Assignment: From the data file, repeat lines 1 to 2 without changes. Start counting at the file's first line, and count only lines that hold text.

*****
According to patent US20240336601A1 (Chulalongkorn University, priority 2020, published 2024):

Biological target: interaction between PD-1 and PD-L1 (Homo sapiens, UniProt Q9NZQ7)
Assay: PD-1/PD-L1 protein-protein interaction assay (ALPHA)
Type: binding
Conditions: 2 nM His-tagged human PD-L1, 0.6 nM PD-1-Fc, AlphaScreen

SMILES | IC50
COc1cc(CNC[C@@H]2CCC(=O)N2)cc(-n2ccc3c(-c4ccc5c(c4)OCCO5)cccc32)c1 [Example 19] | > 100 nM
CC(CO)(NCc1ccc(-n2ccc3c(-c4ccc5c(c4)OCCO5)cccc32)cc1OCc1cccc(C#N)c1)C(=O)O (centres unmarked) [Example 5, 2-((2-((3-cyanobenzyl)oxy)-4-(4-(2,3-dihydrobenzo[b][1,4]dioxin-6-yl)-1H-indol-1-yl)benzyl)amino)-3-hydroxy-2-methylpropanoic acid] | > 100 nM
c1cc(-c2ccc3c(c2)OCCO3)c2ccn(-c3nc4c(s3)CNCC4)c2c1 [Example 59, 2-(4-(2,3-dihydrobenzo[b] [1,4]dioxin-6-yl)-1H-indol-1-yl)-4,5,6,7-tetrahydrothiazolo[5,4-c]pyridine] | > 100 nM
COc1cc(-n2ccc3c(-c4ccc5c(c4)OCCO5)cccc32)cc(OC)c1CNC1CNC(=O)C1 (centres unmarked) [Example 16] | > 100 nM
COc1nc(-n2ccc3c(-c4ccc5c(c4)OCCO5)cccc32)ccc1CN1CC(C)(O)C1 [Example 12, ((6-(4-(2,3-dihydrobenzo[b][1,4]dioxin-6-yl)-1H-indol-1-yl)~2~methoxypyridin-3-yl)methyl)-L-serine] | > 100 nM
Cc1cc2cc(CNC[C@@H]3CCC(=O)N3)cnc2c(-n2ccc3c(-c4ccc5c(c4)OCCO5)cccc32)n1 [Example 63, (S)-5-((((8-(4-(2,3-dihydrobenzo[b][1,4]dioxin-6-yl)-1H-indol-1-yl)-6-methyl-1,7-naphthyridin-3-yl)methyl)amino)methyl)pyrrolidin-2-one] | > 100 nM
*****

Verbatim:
According to patent US20240336601A1 (Chulalongkorn University, priority 2020, published 2024):

Biological target: interaction between PD-1 and PD-L1 (Homo sapiens, UniProt Q9NZQ7)